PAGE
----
RESEARCH DIVISION OF ORAL AND MAXILLOFACIAL SURGERY

Research Division

 

Our laboratory is interested in the generation of inflammatory hyperalgesia in the mammalian peripheral nervous system. More importantly, our studies are focused on the mechanisms by which peripheral neurons that sense painful stimuli (termed “nociceptors”) become sensitized in response to tissue inflammation and/or injury. The long-term goal of our research group is to support the evolution of clinical treatment paradigms for patients experiencing pain in response to injury.

 

The sensitization of nociceptors that occurs in response to inflammation and injury occurs primarily through second-messenger signaling systems. Tissue injury leads to the release of inflammatory mediators such as bradykinin, nerve growth factor (NGF), histamines, and various other molecules and peptides from surrounding cells and through plasma extravasation. These inflammatory mediators activate their respective receptors expressed on nociceptors, and the eventual signaling cascade results in the modification of channels that transduce painful stimuli. One of these channels, the Transient Receptor Potential channel 1, family V, (aka TRPV1), serves as a target for second-messenger signaling systems, such that modifications of the channel in the presence of inflammatory mediators leads to an increased sensation of pain (hyperalgesia).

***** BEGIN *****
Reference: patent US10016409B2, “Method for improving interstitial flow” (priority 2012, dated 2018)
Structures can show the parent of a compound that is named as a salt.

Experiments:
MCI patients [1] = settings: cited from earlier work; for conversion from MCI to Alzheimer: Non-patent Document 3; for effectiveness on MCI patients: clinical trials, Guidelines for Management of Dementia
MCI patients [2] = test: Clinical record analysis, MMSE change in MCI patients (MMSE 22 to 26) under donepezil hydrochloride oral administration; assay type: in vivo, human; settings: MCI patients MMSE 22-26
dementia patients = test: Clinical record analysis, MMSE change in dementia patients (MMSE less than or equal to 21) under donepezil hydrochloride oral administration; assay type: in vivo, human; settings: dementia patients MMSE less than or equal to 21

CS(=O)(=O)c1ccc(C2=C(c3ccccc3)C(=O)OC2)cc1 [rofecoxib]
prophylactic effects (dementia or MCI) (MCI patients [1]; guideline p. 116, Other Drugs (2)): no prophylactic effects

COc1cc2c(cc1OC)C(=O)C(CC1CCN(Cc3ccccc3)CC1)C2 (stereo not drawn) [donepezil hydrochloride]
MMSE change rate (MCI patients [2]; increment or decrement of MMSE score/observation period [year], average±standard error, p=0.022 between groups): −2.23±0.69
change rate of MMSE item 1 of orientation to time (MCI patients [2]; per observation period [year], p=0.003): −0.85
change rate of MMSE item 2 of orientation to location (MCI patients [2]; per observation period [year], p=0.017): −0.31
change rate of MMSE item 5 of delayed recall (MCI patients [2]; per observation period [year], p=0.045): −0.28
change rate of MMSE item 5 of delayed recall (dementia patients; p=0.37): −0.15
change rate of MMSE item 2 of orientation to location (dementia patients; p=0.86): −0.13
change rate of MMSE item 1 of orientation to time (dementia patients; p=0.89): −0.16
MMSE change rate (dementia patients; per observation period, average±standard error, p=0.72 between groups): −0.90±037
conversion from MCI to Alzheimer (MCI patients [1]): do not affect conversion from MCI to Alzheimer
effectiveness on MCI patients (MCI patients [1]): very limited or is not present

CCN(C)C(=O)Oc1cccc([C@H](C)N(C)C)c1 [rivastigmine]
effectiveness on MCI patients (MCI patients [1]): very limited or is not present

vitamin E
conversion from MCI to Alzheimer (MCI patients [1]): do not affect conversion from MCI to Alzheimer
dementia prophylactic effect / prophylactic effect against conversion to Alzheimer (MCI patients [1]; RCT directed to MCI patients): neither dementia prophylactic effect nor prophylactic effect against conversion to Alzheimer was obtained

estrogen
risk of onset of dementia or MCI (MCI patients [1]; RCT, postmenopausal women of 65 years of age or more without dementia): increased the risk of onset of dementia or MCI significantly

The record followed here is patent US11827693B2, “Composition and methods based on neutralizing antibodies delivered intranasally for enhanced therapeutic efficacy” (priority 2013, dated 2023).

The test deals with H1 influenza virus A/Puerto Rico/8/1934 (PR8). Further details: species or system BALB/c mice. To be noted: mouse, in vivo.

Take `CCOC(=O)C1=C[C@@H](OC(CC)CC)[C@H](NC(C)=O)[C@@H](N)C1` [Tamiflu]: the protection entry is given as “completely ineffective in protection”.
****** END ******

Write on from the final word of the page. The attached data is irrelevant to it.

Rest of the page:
The TRPV1 receptor transduces painful stimuli including heat, acid, and certain chemicals, and inflammatory conditions reduce the required threshold for receptor activation. Our research group has demonstrated how second-messenger signaling systems dynamically modulate the phosphorylation state of TRPV1, thereby controlling its receptor sensitization state. Hence, a heavily phosphorylated TRPV1 receptor is more apt to be activated in response to normally bearable temperatures, whereas completely de-phosphorylated TRPV1 is less likely to be activated by heat.

 

Therefore, we study some of the second-messenger signaling molecules, including kinases, phosphatase, and scaffolding proteins that are known to associate with and modify TRPV1 following inflammatory insult. It is in this vein that we hope to gain a better understanding of potential points of intracellular pharmacologic intervention, thereby spurring the design of new and more specific analgesics to replace current, habit-forming analgesics.